As a kid, I was an earlier uniform and logo guy. Whenever I watched the news and saw what logo graphics the broadcast would use, I would nitpick about which logos they stuck with. Did they use a primary or alternate logo? If it was an alternate logo, why did they choose that?
This lead to this post this morning grabbing my attention. I love alternate logos. There’s a challenge to creating one where the audience can still recognize it but without the clutter. In fact, the ones we see here feature two different approaches.
One is the zoomed in logo of a specific recognizable detail. The other is a more simplistic approach and I really like that. In fact, I think some teams may be better off using some of these as their alternates. For a league that has some cluttered looks and over the top promotions, sometimes simple is better. And I like these.
The Baltimore Orioles will wear this anniversary patch this upcoming season. It is gorgeous. It may be the best anniversary patch in the history of anniversary patches. Well, maybe not, but this is really nice.
The simple “60″ in the team’s current number font
The first and current year are balanced out with the corresponding team logo
The balance of orange, black and white gives it a real nice touch
The home plate is simple but very effective
The three stars for their three World Series titles
I don’t watch FS1 much but I did catch a glimpse of their show (whatever they call it with all the highlights) and they had this logo history deal on the right. FS1 likes to share notes about each team and there are two ways I approach this:
1 – Either they want to expand their notes about each team to more than just stats and numbers
2 – The Ducks are so boring (or they know little about them) that they came up with this fact to share.
This one hits close to home as I've lived in the IE (Inland Empire for my non-Southern California friends) for all my life. Growing up near Pomona (home of the NHRA's Winternationals, Finals and Hot Rod Museum), I've been immersed into car-culture since I was little. Pops was one of the founder of the "STYLE" car club in the 70's and ended up in one of the pages of LowRider Magazine; my Uncle was a Super Comp driver for many years and Pops, Uncle and my Grandpa all painted cars on the side.
Truth. What I liked about the previous set was their simple colors of red, white and blue and their logo. But this one is just so different, I don't know if it works out well enough for me to like. I better stock up on the old 66ers gear before they're gone.
Last night I started to think about the best helmets in NFL history. It was something that I decided to make a list of right here just because why not? The NFL helmet is the identity of the team. I remember the old Monday Night Football intros where both helmets crash into each other. That’s priceless.
So with that in mind, I’ve decided to create my own personal list of the Top 10 helmets in NFL history that I think stand the test of time. Feel free to disagree with me here.
Before I begin, here are some basic criteria that I used to determine which helmets should be on the list.
But wait, there’s a slight change to it. The ball has been rotated (and darkened) and the logo features a new armor-like design. Expect for the mace, the entire logo is completely changed by this new design. It kind of reminds me of Rutgers’ helmet.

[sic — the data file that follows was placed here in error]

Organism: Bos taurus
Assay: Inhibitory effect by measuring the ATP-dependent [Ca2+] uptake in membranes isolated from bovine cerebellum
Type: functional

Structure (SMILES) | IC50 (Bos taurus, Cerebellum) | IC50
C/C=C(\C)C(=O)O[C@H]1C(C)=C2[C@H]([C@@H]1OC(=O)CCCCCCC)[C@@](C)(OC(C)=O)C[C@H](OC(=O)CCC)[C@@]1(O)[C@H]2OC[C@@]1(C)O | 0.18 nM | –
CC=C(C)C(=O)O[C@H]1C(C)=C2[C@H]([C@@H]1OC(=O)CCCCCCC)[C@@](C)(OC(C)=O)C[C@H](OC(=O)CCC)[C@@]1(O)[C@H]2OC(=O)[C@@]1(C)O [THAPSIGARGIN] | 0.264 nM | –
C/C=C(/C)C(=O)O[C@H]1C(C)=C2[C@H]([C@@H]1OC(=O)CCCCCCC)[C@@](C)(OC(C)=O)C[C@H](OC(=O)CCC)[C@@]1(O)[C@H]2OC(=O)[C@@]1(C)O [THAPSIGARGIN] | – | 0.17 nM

It’s a nice design and I am OK with it. But if they are going with the armor look, the rest of the court should feature it too. However, judging by the photo, it appears that the only change is at center court.
This is the first time to my knowledge a manufacturer has produced a cap for a concept that never made it to the field. We’ve had issues with caps being recalled for political correctness reasons, but this is a first.
What’s really neat about this cap design that it actually is very 1970s and I actually like it. All three caps are available for sale on the site and I might cop the home version. Aside from the stitching on the white panel and the NE logo on the side, the underbrim is green which is pretty historically accurate.
This was something that I feared but kind of expected when I saw that the postseason patches would be applied onto the batting practice cap. Now with images surfacing of teams going through practice, it shows that New Era and MLB are finding new ways to market their products.
I don’t even know why a postseason patch would be applied to an article of the uniform that won’t be used during the game. But I suppose if anyone sees these before the game, that will embed in their minds to get one. After all, applying a patch to anything makes it a new product, right?
Last year, MLB added the postseason patch to caps for the first time ever. This year, they’re adding postseason patches to the jerseys. What’s next? Postseason patches to the batting helmets? Wait, maybe they’re already doing that. Either way, their new marketing ploy is here and I bet someone will buy it. It’s not really new, but it’s different enough where you might think about getting it.
The Toronto Raptors announced they would be hosting the NBA All-Star Game in two years. But during that same press conference, they said they will go with a complete rebrand of their identity, but will not change the team name. Toronto native and rapper Drake will help with the rebrand.
This isn’t a big deal as the Brooklyn Nets used Jay Z’s influence for their rebrand and I think it’s totally find. However, the problem with this is that there was no clarity as to what this means for the team mascot.
Since its inception, the Raptors have used a dinosaur for their mascot and logo. After all, the velociraptor was a very popular dinosaur after the release of Jurassic Park. However, the term “raptor” actually means “bird of prey” and that could mean the team could use that definition.